The Language of Biblical Womanhood
- Thursday, August 18, 2005
For hundreds of years, young women who came of age in southern China learned a secret language. Secret, that is, from the men and the boys. Like their mothers and grandmothers before them, these girls were denied the opportunity of learning to read and write Chinese. So the oppressed women of that culture — determined to have a means of expressing themselves — developed their own language. It was a girls-only writing script called Nushu.
According to an article in the Washington Post, three days after her wedding a new bride would receive a "Third Day Book," lovingly inscribed in Nushu by her mother, grandmother, and "sworn sisters." In delicate, elongated handwriting these women expressed feelings of sadness at losing a daughter and friend and shared best wishes for her future happiness. The bride would make her own entries in Nushu, and the book became a diary of her married life.
Someday the bride would teach her own daughter Nushu. And so these peasant women preserved their language for over fifteen hundred years, right into our century. With no education, means, or encouragement, they created something unique in all of history: the only language written by women for women.1
Another Language for Women Exists Today
Did you know that God has given us our own mother-daughter language? Unlike Nushu, our language is not a secret. It is not a response to oppression, but it is a uniquely feminine language. As mothers and daughters, God has entrusted us with its progress and preservation. It’s the language of biblical womanhood.
Biblical womanhood, simply defined, is God’s perfect design for women as revealed in the Bible. Much more than a writing script, it’s a way of life. More than something we read or write, it’s something we speak and do.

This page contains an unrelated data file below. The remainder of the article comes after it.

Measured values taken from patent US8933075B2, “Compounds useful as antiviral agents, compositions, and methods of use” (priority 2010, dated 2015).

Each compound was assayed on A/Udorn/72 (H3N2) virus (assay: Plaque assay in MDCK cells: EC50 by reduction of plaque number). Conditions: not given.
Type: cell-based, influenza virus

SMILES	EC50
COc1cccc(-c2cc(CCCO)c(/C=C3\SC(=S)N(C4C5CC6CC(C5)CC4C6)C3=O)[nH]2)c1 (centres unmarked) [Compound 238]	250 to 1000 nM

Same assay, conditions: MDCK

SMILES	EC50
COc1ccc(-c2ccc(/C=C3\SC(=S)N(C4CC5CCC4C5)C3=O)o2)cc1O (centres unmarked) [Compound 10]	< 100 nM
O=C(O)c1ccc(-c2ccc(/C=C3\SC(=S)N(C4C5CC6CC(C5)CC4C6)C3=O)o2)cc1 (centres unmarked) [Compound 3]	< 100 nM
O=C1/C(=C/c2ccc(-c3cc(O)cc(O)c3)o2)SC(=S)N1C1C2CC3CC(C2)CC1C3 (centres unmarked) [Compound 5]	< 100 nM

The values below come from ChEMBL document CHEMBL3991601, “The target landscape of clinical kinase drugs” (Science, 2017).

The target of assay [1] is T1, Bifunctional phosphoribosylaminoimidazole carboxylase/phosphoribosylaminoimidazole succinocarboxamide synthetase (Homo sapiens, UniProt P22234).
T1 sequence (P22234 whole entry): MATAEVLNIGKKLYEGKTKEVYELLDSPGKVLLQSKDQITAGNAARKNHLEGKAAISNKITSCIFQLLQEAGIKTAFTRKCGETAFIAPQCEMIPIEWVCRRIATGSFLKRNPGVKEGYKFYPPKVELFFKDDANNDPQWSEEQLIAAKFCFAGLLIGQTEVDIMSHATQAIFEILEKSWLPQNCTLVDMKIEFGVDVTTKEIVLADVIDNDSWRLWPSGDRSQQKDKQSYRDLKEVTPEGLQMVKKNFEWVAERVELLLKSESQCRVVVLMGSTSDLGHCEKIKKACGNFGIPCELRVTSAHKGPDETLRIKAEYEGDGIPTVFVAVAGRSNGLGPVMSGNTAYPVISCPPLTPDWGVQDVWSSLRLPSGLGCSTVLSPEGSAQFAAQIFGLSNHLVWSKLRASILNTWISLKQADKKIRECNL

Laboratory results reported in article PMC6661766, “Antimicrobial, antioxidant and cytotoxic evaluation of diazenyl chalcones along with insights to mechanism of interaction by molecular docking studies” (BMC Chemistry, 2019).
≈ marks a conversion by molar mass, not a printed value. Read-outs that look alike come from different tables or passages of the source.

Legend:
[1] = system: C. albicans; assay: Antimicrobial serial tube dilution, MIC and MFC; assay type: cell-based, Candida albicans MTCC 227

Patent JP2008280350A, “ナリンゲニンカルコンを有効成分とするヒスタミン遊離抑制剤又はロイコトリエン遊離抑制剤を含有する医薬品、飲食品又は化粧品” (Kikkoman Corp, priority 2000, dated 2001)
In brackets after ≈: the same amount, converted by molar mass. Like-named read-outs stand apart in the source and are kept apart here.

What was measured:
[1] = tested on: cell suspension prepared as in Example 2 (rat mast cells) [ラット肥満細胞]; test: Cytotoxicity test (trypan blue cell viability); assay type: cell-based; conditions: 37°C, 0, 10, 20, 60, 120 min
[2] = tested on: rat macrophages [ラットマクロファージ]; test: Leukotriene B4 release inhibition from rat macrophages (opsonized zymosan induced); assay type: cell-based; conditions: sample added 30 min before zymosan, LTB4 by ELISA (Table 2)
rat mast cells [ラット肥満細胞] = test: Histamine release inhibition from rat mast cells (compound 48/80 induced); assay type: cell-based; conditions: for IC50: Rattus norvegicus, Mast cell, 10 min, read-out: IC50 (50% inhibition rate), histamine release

We find this language scattered throughout the entire Bible. Tucked in Titus 2:3-5 is a summary of some of the qualities of a godly woman, such as purity, self-control, kindness, love for husband and children, skill in homemaking, and a heart of submission. But we find more traits in passages such as Proverbs 31:10-31, 1 Timothy 5:9-10, and 1 Peter 3:1-6 — steadfast faith, good works, strength, and wisdom, united with a gentle and quiet spirit. Together these characteristics comprise the language of biblical womanhood. They provide for us a composite sketch — to imitate and copy like an aspiring artist would copy a great masterpiece.
Passing the Language On
But first we must understand our responsibility to pass on this language from mother to daughter. For while God clearly calls all older women to school the younger women in the art of biblical womanhood (Titus 2:3-5), one of the most important teacher-student relationships is between a mother and her daughter. We have an exciting task, an assignment from God Himself to transfer these feminine attributes from one generation to the next. This is our mother-daughter purpose. Our mission.
I was reminded of our mission when my mother sold her house. Because of my father’s failing health, my parents recently moved from Florida to Maryland to live with my sister and her family. At my mom’s request, my brothers, sisters, and I sorted through all their belongings.
I brought several items home for my daughters: some old books for Nicole, a crystal bowl for Kristin, and my grandma’s handmade quilt for Janelle. For myself I kept a solitary piece of china, one of the few remaining plates from the set my grandfather bought my mother for her wedding.
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